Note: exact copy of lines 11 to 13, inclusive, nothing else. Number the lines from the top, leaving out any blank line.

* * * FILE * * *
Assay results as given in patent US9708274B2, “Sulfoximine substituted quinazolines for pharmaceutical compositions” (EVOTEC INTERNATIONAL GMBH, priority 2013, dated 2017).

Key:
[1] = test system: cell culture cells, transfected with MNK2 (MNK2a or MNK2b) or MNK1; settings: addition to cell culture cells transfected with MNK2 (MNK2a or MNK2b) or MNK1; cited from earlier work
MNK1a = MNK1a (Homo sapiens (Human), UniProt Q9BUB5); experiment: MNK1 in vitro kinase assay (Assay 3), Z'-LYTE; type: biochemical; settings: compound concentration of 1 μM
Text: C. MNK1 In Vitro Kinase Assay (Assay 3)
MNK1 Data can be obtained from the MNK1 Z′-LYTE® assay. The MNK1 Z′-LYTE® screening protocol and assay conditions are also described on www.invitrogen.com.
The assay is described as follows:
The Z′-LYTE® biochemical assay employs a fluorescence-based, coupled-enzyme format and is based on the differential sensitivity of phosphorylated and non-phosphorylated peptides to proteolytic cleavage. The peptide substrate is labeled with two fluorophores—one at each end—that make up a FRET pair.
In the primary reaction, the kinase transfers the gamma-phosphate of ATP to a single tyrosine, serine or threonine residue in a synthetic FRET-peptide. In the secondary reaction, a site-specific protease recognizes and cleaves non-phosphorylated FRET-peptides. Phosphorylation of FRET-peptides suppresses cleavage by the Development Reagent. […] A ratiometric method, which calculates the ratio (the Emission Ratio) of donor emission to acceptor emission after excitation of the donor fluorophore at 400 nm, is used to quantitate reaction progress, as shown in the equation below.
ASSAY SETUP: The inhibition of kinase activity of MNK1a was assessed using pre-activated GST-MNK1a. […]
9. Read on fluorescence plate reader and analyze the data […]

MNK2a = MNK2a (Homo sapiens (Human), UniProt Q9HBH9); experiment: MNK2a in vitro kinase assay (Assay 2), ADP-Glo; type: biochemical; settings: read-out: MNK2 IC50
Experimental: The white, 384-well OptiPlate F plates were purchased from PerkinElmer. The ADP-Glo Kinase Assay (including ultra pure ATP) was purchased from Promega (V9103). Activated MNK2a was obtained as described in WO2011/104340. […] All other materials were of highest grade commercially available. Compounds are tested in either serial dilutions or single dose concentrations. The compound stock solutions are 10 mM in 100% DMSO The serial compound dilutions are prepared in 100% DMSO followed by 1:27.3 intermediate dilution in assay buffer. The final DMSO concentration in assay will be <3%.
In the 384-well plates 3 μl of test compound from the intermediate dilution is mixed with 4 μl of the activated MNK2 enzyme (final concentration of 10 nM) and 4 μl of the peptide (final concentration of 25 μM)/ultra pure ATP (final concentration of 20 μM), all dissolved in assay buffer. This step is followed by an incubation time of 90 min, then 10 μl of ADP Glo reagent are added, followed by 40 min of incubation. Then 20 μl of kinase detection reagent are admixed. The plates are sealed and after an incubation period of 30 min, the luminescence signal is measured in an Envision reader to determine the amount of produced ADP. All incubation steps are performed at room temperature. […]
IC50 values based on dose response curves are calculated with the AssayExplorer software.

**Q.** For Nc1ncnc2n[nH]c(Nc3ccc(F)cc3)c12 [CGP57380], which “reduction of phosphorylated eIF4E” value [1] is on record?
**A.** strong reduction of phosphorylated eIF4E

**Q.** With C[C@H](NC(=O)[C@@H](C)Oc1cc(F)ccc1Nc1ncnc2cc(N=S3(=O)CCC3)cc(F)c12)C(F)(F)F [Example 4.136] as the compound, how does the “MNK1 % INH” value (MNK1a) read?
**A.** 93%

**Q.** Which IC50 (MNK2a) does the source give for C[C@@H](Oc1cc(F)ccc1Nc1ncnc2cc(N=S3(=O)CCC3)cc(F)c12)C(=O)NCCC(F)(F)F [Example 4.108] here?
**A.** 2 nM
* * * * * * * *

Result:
9. Read on fluorescence plate reader and analyze the data […]

MNK2a = MNK2a (Homo sapiens (Human), UniProt Q9HBH9); experiment: MNK2a in vitro kinase assay (Assay 2), ADP-Glo; type: biochemical; settings: read-out: MNK2 IC50
Experimental: The white, 384-well OptiPlate F plates were purchased from PerkinElmer. The ADP-Glo Kinase Assay (including ultra pure ATP) was purchased from Promega (V9103). Activated MNK2a was obtained as described in WO2011/104340. […] All other materials were of highest grade commercially available. Compounds are tested in either serial dilutions or single dose concentrations. The compound stock solutions are 10 mM in 100% DMSO The serial compound dilutions are prepared in 100% DMSO followed by 1:27.3 intermediate dilution in assay buffer. The final DMSO concentration in assay will be <3%.